The Miller on absorption of Manhattan coops and condos

hint: it is worse as you go up
One of the nice things about the blogoshere is that it provides a forum for dialogue, even (especlally) with oneself. Here’s an article last week from the Wall Street Journal analyzing the "absorption rates" for different Manhattan real estate market segments, based on numbers reported by The Miller, Condos Rule Over Coops at High End, June 22. Here is The Miller’s further consideration, on his own Matrix blog, The Differences Between High End and Low End Absorption, June 22. First, let’s define the term.

defining absorption
The Miller defines absorption as "the number of months it takes to sell available inventory", but does not add what is implied: that the rate of sales is the rate for the month under consideration. I.e., the chart in the WSJ and on Matrix showing that the absorption rate for coops between $3mm and $5mm is 16.2 months, assumes a rate of sale based on May 2010 recorded sales of coops in that range. Thus, absorption is a function of two metrics: size (how much inventory in a price range at any given time) and rate (how many sales in that price range in the month under discussion). Thus, if the rate of sales increases with no change in inventory, absorption declines; if inventory declines with no change in rate of sales, absorption declines. And vice versa.

The Miller argues with The Miller’s chart
The take-away from the WSJ article is evident from the title: Manhattan high end condos were absorbed more quickly in May than high end coops. In a sense, this is ‘evident’ from the graph, which clearly spikes at different levels at the top of the price scale, breaking the (rough) symmetry between coops and condos at all other price points. Which is an opportunity for The Miller on his blog to muse that

The article sort of suggests that condos are doing better than co-ops as a generalization, which isn’t quite correct or I am over analyzing the results.


As he explains on his blog,

[Absorption rates for] Co-ops over $10M are significantly higher than condos but this segment is about 1% of all sales so the results are easily skewed.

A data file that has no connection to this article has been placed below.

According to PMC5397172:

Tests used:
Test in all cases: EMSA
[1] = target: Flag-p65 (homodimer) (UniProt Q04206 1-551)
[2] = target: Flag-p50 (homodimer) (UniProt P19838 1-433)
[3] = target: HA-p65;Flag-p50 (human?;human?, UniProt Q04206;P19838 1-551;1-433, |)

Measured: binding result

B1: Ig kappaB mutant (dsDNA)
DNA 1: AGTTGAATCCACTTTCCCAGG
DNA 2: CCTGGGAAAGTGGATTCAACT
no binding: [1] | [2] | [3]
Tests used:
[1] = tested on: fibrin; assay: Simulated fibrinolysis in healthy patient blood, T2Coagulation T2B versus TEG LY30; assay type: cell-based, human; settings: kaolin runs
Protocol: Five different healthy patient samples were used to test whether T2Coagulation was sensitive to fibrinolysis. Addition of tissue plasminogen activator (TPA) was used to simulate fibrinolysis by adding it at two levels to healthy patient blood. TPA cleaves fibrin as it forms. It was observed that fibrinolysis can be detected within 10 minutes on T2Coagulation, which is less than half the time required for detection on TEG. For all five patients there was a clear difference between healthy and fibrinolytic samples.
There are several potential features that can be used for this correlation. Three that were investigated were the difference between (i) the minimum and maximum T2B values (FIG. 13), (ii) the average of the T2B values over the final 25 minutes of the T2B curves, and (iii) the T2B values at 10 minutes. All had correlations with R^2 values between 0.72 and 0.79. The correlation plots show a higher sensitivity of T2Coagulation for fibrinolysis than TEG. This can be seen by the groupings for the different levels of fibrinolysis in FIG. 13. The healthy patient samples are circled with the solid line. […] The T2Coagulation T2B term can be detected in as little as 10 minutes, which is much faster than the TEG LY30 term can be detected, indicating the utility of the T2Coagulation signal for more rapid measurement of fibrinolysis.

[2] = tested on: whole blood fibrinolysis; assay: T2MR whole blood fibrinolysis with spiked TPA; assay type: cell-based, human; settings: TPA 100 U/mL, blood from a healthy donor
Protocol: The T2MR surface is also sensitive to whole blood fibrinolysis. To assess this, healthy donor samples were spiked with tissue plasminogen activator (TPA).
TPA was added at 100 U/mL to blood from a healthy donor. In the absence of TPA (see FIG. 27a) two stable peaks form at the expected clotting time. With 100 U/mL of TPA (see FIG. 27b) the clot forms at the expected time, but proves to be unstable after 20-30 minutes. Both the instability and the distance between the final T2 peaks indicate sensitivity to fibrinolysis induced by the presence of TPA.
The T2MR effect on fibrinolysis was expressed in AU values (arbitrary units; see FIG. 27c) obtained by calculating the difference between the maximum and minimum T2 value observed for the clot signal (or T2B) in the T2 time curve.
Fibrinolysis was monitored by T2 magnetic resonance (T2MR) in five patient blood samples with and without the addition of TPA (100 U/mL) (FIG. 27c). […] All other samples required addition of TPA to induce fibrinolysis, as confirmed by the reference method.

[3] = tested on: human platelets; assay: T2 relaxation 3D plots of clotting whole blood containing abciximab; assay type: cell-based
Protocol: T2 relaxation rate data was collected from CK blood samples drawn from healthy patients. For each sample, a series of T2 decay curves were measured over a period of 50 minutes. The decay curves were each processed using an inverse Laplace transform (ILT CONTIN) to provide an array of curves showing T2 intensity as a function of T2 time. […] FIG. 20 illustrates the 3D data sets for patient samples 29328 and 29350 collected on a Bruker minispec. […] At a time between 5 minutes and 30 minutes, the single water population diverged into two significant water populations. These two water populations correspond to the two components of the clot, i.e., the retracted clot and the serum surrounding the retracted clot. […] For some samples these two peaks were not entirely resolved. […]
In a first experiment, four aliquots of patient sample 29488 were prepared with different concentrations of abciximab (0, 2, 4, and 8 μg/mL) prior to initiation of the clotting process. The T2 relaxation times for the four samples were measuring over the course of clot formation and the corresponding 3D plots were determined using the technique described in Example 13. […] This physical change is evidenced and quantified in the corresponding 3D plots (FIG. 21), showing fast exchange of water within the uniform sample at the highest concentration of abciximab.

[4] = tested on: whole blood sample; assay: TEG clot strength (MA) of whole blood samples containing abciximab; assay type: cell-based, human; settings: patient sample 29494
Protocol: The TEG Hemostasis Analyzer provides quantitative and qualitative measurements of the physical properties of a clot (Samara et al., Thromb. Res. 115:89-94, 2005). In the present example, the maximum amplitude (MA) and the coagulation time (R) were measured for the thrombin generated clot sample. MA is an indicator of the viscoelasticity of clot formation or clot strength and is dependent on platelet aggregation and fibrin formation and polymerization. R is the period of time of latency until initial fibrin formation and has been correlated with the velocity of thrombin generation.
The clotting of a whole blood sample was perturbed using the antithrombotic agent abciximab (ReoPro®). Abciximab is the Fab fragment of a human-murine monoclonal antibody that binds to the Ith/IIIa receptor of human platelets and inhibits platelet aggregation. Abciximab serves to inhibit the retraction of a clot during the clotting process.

In other words, after slicing and dicing one month’s worth of sales data, the slice for coops over $10mm is awfully thin, and not worth investing too much reliance on as a trend point.

2 points to rely  on
The Miller makes two important contextual points in his blog post that are missing from the WSJ , presumably because the WSJ was more interested in making a point about the difficulties of Wall Streeters ("It is more difficult for the Wall Streeter who wants the big prewar apartments to buy one than before," said Mr. Miller.):

[1] Co-op and condo absorption is generally on par with the 10 year 9.9 month average overall rate of absorption

[2] Lower priced property generally absorbs faster


I would add that under $3mm the absorption rates for coops and condos are in close agreement, and that at each price point below $3mm absorption rates are roughly even.

a final word of caution
Lovely  bar graphs with striking data points from a single month of sales divided into 16 unequal segments are easy to over-analyze. (The Miller does not provide an N, but my guess is that he will show around 900 overall sales for May, heavily weighted toward lower price points.)

© Sandy Mattingly 2010


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